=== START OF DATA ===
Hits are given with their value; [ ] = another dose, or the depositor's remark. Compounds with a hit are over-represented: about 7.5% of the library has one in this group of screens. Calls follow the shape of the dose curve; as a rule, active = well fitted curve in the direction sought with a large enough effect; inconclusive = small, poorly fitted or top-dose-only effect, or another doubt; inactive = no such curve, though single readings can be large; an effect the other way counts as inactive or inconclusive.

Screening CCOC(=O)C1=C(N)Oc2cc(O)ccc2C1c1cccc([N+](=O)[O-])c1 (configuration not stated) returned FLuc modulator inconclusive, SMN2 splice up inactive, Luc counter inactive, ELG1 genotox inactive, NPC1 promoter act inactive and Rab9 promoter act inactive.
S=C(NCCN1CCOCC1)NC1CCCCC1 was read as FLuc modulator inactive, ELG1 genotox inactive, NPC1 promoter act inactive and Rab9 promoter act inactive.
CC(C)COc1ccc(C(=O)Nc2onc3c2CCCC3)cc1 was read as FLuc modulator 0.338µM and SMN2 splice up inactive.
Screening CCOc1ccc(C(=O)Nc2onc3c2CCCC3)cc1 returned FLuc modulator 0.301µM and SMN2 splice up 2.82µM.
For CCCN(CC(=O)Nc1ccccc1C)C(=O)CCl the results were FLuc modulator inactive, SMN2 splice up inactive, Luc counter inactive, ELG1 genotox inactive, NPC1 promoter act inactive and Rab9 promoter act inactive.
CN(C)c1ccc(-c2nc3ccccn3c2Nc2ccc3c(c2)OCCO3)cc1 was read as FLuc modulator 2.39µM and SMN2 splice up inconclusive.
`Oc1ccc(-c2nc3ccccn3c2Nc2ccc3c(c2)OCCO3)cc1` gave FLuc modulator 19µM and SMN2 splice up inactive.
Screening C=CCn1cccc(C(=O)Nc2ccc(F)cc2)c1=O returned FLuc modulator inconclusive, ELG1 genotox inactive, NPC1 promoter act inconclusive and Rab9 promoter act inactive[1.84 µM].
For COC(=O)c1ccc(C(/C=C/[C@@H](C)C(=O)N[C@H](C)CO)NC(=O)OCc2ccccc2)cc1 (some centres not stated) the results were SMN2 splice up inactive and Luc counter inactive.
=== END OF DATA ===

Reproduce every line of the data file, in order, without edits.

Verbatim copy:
Hits are given with their value; [ ] = another dose, or the depositor's remark. Compounds with a hit are over-represented: about 7.5% of the library has one in this group of screens. Calls follow the shape of the dose curve; as a rule, active = well fitted curve in the direction sought with a large enough effect; inconclusive = small, poorly fitted or top-dose-only effect, or another doubt; inactive = no such curve, though single readings can be large; an effect the other way counts as inactive or inconclusive.

Screening CCOC(=O)C1=C(N)Oc2cc(O)ccc2C1c1cccc([N+](=O)[O-])c1 (configuration not stated) returned FLuc modulator inconclusive, SMN2 splice up inactive, Luc counter inactive, ELG1 genotox inactive, NPC1 promoter act inactive and Rab9 promoter act inactive.
S=C(NCCN1CCOCC1)NC1CCCCC1 was read as FLuc modulator inactive, ELG1 genotox inactive, NPC1 promoter act inactive and Rab9 promoter act inactive.
CC(C)COc1ccc(C(=O)Nc2onc3c2CCCC3)cc1 was read as FLuc modulator 0.338µM and SMN2 splice up inactive.
Screening CCOc1ccc(C(=O)Nc2onc3c2CCCC3)cc1 returned FLuc modulator 0.301µM and SMN2 splice up 2.82µM.
For CCCN(CC(=O)Nc1ccccc1C)C(=O)CCl the results were FLuc modulator inactive, SMN2 splice up inactive, Luc counter inactive, ELG1 genotox inactive, NPC1 promoter act inactive and Rab9 promoter act inactive.
CN(C)c1ccc(-c2nc3ccccn3c2Nc2ccc3c(c2)OCCO3)cc1 was read as FLuc modulator 2.39µM and SMN2 splice up inconclusive.
`Oc1ccc(-c2nc3ccccn3c2Nc2ccc3c(c2)OCCO3)cc1` gave FLuc modulator 19µM and SMN2 splice up inactive.
Screening C=CCn1cccc(C(=O)Nc2ccc(F)cc2)c1=O returned FLuc modulator inconclusive, ELG1 genotox inactive, NPC1 promoter act inconclusive and Rab9 promoter act inactive[1.84 µM].
For COC(=O)c1ccc(C(/C=C/[C@@H](C)C(=O)N[C@H](C)CO)NC(=O)OCc2ccccc2)cc1 (some centres not stated) the results were SMN2 splice up inactive and Luc counter inactive.